Secure CheckoutPersonal information is secured with SSL technology.
Free ShippingFree global shipping
No minimum order.
How have monetary policies matured during the last decade?
The recent downturn in economies worldwide have put monetary policies in a new spotlight. In addition to their investigations of new tools, models, and assumptions, they look carefully at recent evidence on subjects as varied as price-setting, inflation persistence, the private sector's formation of inflation expectations, and the monetary policy transmission mechanism. They also reexamine standard presumptions about the rationality of asset markets and other fundamentals. Stopping short of advocating conclusions about the ideal conduct of policy, the authors focus instead on analytical methods and the changing interactions among the ingredients and properties that inform monetary models. The influences between economic performance and monetary policy regimes can be both grand and muted, and this volume clarifies the present state of this continually evolving relationship.
- Presents extensive coverage of monetary policy theories with an eye toward questions raised by the recent financial crisis
- Explores the policies and practices used in formulating and transmitting monetary policies
- Questions fiscal-monetary connnections and encourages new thinking about the business cycle itself
- Observes changes in the formulation of monetary policies over the last 25 years
Graduate students through professionals worldwide working in all fields of economics and finance, and particularly in subfields related to labor economics.
- The Mechanism Design Approach to Monetary Theory--Neil Wallace
- New Monetarist Economics: Models--Stephen Williamson and Randall Wright
- Money and Inflation: Some Critical Issues--Bennett T. McCallum and Edward Nelson
- Rational Inattention and Monetary Economics--Christopher A. Sims
- Imperfect Information and Aggregate Supply--N. Gregory Mankiw and Ricardo Reis
- Microeconomic Evidence on Price-Setting--Peter J. Klenow and Benjamin A. Malin
- DSGE Models for Monetary Policy Analysis--Lawrence J. Christiano, Mathias Trabandt and Karl Walentin
- How Has the Monetary Transmission Mechanism Evolved over Time?--Jean Boivin, Michael T. Kiley and Frederick S. Mishkin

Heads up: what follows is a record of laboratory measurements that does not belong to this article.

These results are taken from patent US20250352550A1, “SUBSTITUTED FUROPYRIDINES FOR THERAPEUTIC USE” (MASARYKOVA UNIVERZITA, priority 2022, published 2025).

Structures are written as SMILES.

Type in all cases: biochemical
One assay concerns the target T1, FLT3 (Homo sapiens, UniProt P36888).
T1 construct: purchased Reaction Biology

- Inflation Persistence--Jeffrey C. Fuhrer
- Monetary Policy and Unemployment--Jordi Gali
- Financial Intermediation and Credit Policy in Business Cycle Analysis--Mark Gertler and Nobuhiro Kiyotaki
- Financial Intermediaries and Monetary Economics--Tobias Adrian and Hyung Song Shin
- The Optimal Rate of Inflation--Stephanie Schmitt-Grohe and Martin Uribe
- Optimal Monetary Stabilization Policy--Michael Woodford
- Simple and Robust Rules for Monetary Policy--John B. Taylor and John C. Williams
- Optimal Monetary Policy in Open Economies--Giancarlo Corsetti, Luca Dedola and Sylvain Leduc
- The Interaction Between Monetary and Fiscal Policy--Matthew Canzoneri, Robert Cumby and Behzad Diba
- The Politics of Monetary Policy--Alberto Alesina and Andrea Stella
- Inflation Expectation, Adaptive Learning and Optimal Monetary Policy--Vitor Gaspar, Frank Smets and David Vestin
- Wanting Robustness in Macroeconomics--Lars Peter Hansen and Thomas J. Sargent
- Monetary Policy Regimes and Economic Performance: The Historical Record, 1979-2008--Luca Benati and Charles Goodhart
- Inflation Targeting--Lars E.O. Svensson
- The Performance of Alternative Monetary Regimes--Laurence Ball
- The Implementation of Monetary Policy: How Do Central Banks Set Interest Rates?--Benjamin M. Friedman and Kenneth N. Kuttner
- Monetary Policy in Emerging Markets--Jeffrey Frankel
- No. of pages:
- © North Holland 2011
- 15th November 2010
- North Holland
- Hardcover ISBN:
- eBook ISBN:
Harvard University, Cambridge, MA, USA
Michael Woodford is the John Bates Clark Professor of Political Economy at Columbia University. His first academic appointment was at Columbia in 1984, after which he held positions at the University of Chicago and Princeton University, before returning to Columbia in 2004. He received his A.B. from the University of Chicago, his J.D. from Yale Law School, and his Ph.D. in Economics from the Massachusetts Institute of Technology. He has been a MacArthur Fellow and a Guggenheim Fellow, and is a Fellow of the American Academy of Arts and Sciences, as well as a Fellow of the Econometric Society, a Research Associate of the National Bureau of Economic Research (Cambridge, Mass.), and a Research Fellow of the Centre for Economic Policy Research (London). In 2007 he was awarded the Deutsche Bank Prize in Financial Economics. Woodford’s primary research interests are in macroeconomic theory and monetary policy. He has written extensively about the microeconomic foundations of the monetary transmission mechanism, the role of interest rates in inflation determination, rules for the conduct of monetary policy, central-bank communication policy, interactions between monetary and fiscal policy, and the consequences of electronic payments for monetary control. His most important work is the treatise Interest and Prices: Foundations of a Theory of Monetary Policy, recipient of the 2003 Association of American Publishers Award for Best Professional/Scholarly Book in Economics. He is the co-editor of the Handbook in Economics series.
Columbia University, New York, NY, USA